A new GLO Discussion Paper focusing on the international migration network finds that opinion changes at the origins spill over to 1st- and 2nd-generation immigrants abroad.
GLO Discussion Paper No. 1322, 2023
GLO Affiliate Alexander Yarkin
Author Abstract: How do political preferences and voting behaviors respond to information coming from abroad? Focusing on the international migration network, I document that opinion changes at the origins spill over to 1st- and 2nd-generation immigrants abroad. Local diasporas, social media, and family ties to the origins facilitate the transmission, while social integration at destination weakens it. Using the variation in the magnitude, timing, and type of origin-country exposure to the European Refugee Crisis of 2015, I show that salient events trigger learning from the origins. Welcoming asylum policies at the origins decrease opposition to non-Europeans and far-right voting abroad. Transitory refugee flows through the origins send abroad the backlash. Data from Google Trends and Facebook suggests elevated attention to events at the origins and communication with like-minded groups as mechanisms. Similar spillovers following the passage of same-sex marriage laws show the phenomenon generalizes beyond refugee attitudes.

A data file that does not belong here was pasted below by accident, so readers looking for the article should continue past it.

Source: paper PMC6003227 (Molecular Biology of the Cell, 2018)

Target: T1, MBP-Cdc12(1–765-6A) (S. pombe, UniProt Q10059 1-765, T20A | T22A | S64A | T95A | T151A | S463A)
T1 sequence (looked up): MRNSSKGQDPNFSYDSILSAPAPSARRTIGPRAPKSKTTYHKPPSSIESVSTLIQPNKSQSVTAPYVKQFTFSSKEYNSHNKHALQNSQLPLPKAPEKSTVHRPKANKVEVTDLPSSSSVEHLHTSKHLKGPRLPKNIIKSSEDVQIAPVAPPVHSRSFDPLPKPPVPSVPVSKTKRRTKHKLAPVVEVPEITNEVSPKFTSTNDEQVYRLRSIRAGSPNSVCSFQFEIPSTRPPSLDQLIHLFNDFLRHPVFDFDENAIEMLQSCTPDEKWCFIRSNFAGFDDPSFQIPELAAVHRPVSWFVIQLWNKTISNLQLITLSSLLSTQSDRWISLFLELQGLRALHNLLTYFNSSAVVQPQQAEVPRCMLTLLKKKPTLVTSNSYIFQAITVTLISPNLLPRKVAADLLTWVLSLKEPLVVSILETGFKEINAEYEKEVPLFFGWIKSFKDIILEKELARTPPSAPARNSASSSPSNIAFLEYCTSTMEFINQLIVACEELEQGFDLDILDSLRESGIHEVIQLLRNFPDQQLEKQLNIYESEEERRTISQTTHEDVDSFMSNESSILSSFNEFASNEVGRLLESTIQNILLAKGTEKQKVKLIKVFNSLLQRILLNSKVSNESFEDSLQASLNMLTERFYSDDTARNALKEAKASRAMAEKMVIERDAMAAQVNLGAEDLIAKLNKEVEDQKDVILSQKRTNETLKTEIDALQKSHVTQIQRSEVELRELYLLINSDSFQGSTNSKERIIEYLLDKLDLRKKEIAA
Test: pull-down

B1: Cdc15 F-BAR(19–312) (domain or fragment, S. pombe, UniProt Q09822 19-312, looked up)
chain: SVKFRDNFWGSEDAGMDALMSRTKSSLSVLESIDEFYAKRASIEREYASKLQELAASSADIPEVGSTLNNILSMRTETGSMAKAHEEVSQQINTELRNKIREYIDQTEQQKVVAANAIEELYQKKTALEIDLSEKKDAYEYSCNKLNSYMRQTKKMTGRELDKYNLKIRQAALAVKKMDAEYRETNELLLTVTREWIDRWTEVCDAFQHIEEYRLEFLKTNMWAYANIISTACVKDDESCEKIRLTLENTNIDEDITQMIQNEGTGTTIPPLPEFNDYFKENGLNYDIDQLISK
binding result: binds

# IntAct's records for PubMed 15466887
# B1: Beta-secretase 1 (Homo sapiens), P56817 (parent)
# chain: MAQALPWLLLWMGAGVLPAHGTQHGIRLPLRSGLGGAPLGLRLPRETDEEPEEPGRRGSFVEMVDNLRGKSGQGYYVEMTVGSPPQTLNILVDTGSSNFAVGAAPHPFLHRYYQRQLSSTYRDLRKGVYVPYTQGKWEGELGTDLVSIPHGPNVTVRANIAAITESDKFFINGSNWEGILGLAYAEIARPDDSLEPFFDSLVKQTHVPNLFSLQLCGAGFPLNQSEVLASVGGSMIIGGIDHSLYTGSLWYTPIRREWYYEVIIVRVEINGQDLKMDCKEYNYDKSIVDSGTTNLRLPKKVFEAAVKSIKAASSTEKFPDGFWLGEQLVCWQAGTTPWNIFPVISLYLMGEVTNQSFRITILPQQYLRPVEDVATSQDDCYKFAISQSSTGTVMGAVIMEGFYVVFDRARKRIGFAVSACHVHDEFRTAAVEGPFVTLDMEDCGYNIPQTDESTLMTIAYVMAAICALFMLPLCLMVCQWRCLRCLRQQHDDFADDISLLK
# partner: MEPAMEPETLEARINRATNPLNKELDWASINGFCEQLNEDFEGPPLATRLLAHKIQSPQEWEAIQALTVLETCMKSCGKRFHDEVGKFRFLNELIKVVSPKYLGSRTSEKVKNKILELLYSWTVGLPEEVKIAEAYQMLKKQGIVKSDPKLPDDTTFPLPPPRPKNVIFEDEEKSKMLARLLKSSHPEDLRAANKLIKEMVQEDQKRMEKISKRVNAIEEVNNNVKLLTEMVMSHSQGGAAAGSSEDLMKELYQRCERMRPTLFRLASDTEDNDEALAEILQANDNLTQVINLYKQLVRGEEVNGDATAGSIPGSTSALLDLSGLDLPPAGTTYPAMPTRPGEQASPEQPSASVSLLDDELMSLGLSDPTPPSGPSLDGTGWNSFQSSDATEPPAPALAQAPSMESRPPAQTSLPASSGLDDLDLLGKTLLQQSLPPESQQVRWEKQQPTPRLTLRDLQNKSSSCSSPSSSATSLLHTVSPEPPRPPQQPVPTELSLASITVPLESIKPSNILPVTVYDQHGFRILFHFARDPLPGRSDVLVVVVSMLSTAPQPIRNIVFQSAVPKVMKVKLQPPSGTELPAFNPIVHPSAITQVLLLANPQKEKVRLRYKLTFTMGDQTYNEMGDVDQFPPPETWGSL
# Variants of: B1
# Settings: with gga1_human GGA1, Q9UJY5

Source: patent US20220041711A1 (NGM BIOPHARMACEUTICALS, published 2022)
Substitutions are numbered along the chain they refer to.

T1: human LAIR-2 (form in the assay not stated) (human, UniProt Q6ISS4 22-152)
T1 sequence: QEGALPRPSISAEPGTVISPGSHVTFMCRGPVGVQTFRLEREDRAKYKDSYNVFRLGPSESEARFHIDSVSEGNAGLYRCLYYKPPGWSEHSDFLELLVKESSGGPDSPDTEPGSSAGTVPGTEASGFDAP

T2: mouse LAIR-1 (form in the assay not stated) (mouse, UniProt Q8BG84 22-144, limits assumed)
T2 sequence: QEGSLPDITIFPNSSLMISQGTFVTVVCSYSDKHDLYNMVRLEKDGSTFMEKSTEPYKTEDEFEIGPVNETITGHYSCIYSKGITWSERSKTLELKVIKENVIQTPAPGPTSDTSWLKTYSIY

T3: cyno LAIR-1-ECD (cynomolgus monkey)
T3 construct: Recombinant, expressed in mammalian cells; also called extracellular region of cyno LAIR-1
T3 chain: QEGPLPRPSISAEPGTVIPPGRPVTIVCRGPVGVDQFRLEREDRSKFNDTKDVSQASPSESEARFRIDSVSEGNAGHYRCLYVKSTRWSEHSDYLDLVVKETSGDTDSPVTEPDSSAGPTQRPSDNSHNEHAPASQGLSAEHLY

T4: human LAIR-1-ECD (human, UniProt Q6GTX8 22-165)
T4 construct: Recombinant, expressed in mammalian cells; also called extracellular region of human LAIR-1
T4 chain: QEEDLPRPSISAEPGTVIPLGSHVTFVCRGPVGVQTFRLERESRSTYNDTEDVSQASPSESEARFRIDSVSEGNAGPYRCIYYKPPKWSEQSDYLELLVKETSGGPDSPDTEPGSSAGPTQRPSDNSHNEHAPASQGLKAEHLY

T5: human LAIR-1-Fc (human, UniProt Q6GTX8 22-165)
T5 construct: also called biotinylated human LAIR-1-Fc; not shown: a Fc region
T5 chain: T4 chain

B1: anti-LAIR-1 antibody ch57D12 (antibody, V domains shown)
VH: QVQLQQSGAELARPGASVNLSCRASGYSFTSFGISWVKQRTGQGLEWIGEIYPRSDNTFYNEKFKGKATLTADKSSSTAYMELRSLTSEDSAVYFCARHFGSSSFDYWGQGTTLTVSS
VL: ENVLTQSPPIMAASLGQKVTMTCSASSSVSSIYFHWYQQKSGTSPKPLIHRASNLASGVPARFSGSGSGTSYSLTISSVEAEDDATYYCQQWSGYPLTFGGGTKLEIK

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Journal of Population Economics (JOPE)
JOPE (2022): CiteScore 9.2 (LINK) & Impact Factor 6.1; 524 K Downloads
ONLINE FIRST: 32 articles forthcoming in Volume 36, Issue 4, 2023. Covered issues: Historical demography; fertility and marriage; migration and refugee issues; health, vaccinations, risky behaviors; education; retirement; gender issues and preferences
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